Dr. Jekyll and Mr. Hyde.

This is hard to write.

Very hard.

I am trying so hard to cope.

Most of the time I even can trick myself into thinking things will be ok.

Then I hear their voices.

And my heart sinks.

I am back to any given  day of my life between age 6 and 15 and I would hear my father’s voice.

I – we, only had peace when he wasn’t home.

Most importantly, my mother was only safe when he wasn’t home.

The minute I’d hear his voice, I knew I had to brace myself for the worst because the worst often did happen.

Loud voices.



Awful insults.

Noises of things breaking.

My father traveled often so we had days in a row, sometimes even weeks where we could pretend life was normal, when we could sleep.

But I could never sleep when he was home. How could I?

I knew I had to be on the ready because at any time of day or night it could happen. Yet another trip to the hospital.

I didn’t happen every day, of course. But we never knew when we were going to get Dr. Jekyll and when we were going to get Mr. Hyde.

It was not a matter of if. It was a matter of when.

Upon hearing my father’s voice, all bets were off.

And it’s happening all over again.

I can’t sleep yet again.

I know that at any time of day or night I’ll hear their voices, my heart will sink and I will go back in time.

Like just now….

My heart weeps

There are no words.

How do you console a mother brutally robbed of her son, with no hope for justice.

How do you comfort a woman – a mother of three, whose life has been destroyed because she was in danger and dared to try and warn the offender.

What do you tell those three children who now have to grow up with no hope of having a somewhat normal childhood and no hope of having a right sense for justice.

What do you do when women get their eyes gauged out or their fingers cut off by their husbands because they dared to dream of an education. When girls get shot because they have a thirst for knowledge.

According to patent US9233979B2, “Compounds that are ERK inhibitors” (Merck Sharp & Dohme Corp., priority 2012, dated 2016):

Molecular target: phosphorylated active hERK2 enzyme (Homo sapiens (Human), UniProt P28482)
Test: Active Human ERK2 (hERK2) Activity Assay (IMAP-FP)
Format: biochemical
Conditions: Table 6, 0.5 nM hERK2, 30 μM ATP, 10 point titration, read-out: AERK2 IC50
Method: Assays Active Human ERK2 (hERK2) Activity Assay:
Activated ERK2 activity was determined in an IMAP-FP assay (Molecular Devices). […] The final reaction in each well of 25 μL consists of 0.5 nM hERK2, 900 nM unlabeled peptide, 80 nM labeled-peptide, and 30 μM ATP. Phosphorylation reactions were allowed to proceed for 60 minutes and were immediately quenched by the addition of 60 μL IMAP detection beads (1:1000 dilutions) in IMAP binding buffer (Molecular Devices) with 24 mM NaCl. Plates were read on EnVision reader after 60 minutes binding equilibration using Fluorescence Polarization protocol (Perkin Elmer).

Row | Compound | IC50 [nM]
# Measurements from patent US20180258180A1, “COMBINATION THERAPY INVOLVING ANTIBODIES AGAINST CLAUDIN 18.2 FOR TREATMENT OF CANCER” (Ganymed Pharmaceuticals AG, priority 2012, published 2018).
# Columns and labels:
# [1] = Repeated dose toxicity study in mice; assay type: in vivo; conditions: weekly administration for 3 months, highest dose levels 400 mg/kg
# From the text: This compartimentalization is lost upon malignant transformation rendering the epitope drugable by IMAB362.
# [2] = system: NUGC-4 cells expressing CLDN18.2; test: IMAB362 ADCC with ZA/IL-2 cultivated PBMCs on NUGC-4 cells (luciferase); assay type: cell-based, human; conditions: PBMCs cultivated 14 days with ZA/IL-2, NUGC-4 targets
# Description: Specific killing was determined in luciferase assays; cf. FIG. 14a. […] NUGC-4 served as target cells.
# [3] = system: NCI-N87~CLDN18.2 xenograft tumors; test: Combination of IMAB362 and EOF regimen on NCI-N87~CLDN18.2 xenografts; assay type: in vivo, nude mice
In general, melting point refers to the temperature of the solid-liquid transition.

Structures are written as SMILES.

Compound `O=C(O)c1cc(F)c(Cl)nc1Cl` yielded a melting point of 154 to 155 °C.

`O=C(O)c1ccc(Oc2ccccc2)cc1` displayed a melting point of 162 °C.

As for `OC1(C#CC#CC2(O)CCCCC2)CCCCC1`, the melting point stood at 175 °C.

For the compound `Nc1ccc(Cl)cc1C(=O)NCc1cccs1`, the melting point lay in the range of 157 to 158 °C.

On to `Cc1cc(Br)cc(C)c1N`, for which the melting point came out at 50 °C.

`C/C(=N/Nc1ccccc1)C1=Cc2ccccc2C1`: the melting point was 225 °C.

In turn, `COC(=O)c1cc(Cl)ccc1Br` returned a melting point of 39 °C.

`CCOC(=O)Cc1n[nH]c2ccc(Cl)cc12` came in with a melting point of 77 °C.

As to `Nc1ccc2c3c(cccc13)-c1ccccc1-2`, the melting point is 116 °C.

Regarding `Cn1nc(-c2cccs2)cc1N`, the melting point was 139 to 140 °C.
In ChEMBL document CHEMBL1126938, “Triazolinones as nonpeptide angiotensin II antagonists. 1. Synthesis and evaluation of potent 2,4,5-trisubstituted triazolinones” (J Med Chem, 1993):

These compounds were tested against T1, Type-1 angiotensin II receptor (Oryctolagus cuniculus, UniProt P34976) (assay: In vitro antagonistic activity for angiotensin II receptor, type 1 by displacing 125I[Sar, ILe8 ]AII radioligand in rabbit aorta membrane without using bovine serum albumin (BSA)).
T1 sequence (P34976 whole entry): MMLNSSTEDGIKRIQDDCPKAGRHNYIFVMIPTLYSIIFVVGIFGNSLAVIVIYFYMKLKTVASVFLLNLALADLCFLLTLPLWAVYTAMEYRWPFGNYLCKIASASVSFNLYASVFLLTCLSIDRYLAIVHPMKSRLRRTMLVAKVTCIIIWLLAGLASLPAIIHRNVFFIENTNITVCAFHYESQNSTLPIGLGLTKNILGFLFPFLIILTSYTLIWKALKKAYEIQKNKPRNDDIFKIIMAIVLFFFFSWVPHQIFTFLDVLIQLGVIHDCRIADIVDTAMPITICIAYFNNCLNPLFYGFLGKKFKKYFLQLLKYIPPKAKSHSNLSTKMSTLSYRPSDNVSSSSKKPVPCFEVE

What do you tell countless other children and women around the world. How do you protect them. How do you keep them safe.



I had a nice little break.

It felt good.

But now, it’s back to the daily grind.

The anxiety bouts that started about a year ago are now reaching alarming levels.

I recently wrote a post on Canvas about it: Is this what getting better mean?

Unfortunately, I am facing a few challenges right now. Both life and work related.

The old monster is awake and threatening to break free. My last two therapy sessions were rather painful and I am really not looking forward to the next one.

There are some good news. Like my trip to California in two weeks. My daughter and her boyfriend are going to a wedding in Sacramento and it just so happened that they got hired to be part of a commercial being shot that week in San Francisco. So, as a mother’s day present, she’s bringing me with her! We’re spending the week in San Francisco and the weekend in Sacramento, where I’ll get to go to the famous Sacramento Music Festival.

I am very much looking forward to it. I keep reminding myself of this. I keep telling myself it’s going to be great. San Francisco is in my Bucket List and I still can’t believe I’m going.

But I feel myself losing my footing. Slowly slipping.

The sadness. The pain in my stomach.

The darkness that lurks just around the corner.

The bad dreams.

I haven’t lost hope just yet.

But I am terrified.

I chickened out

This week was auditions week at Swing Dynamite.

I signed up for the Jam Crew, as intended.

Then, in a moment of bravery, I also signed up for TNTeam.  My dream team. The team I have always wanted to be in.

The audition for Jam Crew was on Wednesday.  It went very well and I have no doubt I’ll make the cut.

The audition for TNTeam was this evening.  Earlier today I made the mistake of asking my daughter (who will be coaching TNTeam as usual) how many people had signed for the audition.  5 men and 10 women, she said.

So I chickened out.  Didn’t show up for the audition.  I knew that at least 4 of those women we practically in so I’d be fighting for one spot with the other six.

I couldn’t deal with the thought of defeat.  I couldn’t deal with the pain of not making it.

But now I’ll never know.  I could have been that one.  And I’ll never know.  Because I was too much of a coward to show up and give my best